Still, in my book this means being able to get (squeeze) more usable information into the printable density range of the negative. It's really a question of semantics.

    Best,

    Doremus

  7. #27

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    Quote Originally Posted by markbarendt View Post
    Compensation reduces contrast ...
    ... more in the highlights than in the low and mid-tones. And, if the compensating effect null-point, i.e., the point of exposure below which no compensation takes place is fairly high on the film's curve, you can effectively increase mid-tone contrast, reduce highlight contrast above that and thus "enhance" shadows and midtones. This, of course, in comparison to a negative developed without compensation and where the highlight points are matched.

    Best,

    Doremus

    www.DoremusScudder.com

  8. #28

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    Quote Originally Posted by albada View Post
    The OP is proposing using a fixed number of agitations instead of a fixed time-interval.
    My knowledge of chemistry is rudimentary, but this makes perfect sense to me.
    If a chemical reaction only proceeds half as fast and thus takes twice as long, then doubling the time-interval (giving the same number of agitations) will produce the same result as double-speed and half-interval.

    However, the rate of diffusion through gelatin does not depend on dev-rate, so that complicates things.

    Anyway, I have created a concentrate giving XTOL-quality, and I designed it to have twice the dev-time as XTOL. And I recommend agitating every 60 seconds instead of Kodak's recommendation of every 30 seconds. It's worked fine in my experiments.

    Mark Overton
    Mark,

    Just a couple of thoughts here:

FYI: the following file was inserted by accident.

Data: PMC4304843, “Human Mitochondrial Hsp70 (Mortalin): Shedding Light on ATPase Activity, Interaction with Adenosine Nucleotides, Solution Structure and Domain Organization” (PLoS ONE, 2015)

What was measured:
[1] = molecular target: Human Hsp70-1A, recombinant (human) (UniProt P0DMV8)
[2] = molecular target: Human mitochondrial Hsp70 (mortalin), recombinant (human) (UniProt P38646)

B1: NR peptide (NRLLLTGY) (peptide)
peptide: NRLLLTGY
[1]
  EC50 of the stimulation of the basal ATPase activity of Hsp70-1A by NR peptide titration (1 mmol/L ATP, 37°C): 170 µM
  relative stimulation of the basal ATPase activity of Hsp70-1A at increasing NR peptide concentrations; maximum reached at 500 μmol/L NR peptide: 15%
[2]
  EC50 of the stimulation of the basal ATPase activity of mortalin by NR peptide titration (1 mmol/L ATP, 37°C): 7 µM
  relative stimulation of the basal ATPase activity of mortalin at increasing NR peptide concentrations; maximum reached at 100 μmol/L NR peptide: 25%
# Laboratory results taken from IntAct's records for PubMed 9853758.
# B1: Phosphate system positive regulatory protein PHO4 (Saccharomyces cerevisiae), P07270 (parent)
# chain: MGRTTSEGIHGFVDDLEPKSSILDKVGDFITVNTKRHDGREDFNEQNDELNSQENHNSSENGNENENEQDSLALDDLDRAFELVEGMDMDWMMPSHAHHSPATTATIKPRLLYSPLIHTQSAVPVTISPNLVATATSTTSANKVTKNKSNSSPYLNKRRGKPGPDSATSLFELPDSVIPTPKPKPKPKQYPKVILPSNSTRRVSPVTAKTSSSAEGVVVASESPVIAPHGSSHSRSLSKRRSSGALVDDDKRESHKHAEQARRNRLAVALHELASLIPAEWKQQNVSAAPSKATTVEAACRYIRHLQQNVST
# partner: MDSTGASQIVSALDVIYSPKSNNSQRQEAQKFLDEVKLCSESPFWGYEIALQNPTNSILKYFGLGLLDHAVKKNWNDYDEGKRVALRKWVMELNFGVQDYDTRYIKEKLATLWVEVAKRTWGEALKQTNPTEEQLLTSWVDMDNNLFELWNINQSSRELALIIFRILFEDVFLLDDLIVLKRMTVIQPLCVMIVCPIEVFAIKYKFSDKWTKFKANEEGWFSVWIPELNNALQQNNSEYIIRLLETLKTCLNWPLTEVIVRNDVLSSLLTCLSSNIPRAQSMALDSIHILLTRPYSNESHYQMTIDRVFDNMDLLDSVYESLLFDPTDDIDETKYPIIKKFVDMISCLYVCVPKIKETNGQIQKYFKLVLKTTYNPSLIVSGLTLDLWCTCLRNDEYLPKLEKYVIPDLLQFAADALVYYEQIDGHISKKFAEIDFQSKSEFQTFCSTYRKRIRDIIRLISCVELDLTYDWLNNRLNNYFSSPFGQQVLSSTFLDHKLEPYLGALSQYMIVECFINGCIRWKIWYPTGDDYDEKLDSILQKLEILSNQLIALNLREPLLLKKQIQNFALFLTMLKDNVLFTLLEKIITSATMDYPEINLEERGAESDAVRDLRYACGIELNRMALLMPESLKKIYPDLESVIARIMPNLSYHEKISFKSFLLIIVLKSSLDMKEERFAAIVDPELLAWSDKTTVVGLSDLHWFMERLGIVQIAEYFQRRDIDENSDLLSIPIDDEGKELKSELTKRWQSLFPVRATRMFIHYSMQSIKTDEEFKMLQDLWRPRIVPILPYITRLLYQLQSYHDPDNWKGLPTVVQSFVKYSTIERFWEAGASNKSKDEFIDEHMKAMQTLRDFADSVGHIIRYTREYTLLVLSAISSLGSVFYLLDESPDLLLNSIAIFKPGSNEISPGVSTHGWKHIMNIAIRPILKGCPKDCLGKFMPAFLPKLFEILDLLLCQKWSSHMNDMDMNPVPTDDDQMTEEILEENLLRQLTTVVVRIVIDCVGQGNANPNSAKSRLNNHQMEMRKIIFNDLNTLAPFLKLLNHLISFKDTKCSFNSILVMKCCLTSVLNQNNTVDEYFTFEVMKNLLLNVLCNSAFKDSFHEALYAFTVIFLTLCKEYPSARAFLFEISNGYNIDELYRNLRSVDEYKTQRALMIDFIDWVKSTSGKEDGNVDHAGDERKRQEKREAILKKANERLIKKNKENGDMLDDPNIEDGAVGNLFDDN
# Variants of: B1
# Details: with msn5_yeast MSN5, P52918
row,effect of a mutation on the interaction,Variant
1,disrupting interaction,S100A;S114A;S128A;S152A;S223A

First, the time between agitations is long enough to allow the developer to exhaust in areas of greater density (compensation) should be fairly constant for a given film/developer combination.

    Now, if you want a compensating effect, you need to make sure the time between agitations is long enough. It would seem to me that this time would be longer with a more active developer than with a less active/weaker one. Therefore, to achieve a certain amount of compensation, one would have to increase the agitation intervals for the more active developer, not decrease them as the OP is suggesting.

    Similarly, for weaker developers, the interval at which a certain amount of compensation occurs will be shorter. Therefore, for a given amount of compensation, one would have to increase the frequency of agitation compared to a more active developer, not decrease it.

    Of course if you don't want and compensation, then just agitate away, it shouldn't make much difference at all as long as the agitations aren't long enough for developer to exhaust in the highlights; any agitation scheme that accomplishes this would yield the same results as long as development time was appropriately adjusted.

    Best,

    Doremus

  9. #29

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    Quote Originally Posted by Kirk Keyes View Post
    Has anyone mentioned "diffusion" yet? (Doremus used "infuse"...)
    ... and should have used "diffused." Although the "stronger" less-exhausted developer in a low-density area moves into a bit of the area of higher density much like tea infuses into hot water, I think the better technical description would be "diffusion from areas of high concentration to lower," or something like that. I stand corrected.

    Best,

    Doremus

  10. #30
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    Quote Originally Posted by Doremus Scudder View Post
    Still, in my book this means being able to get (squeeze) more usable information into the printable density range of the negative.
    The point I see many people miss is that the paper defines the range that prints straight and easy from the negative.
    Mark Barendt, Ignacio, CO

    "We do not see things the way they are. We see things the way we are." Anaïs Nin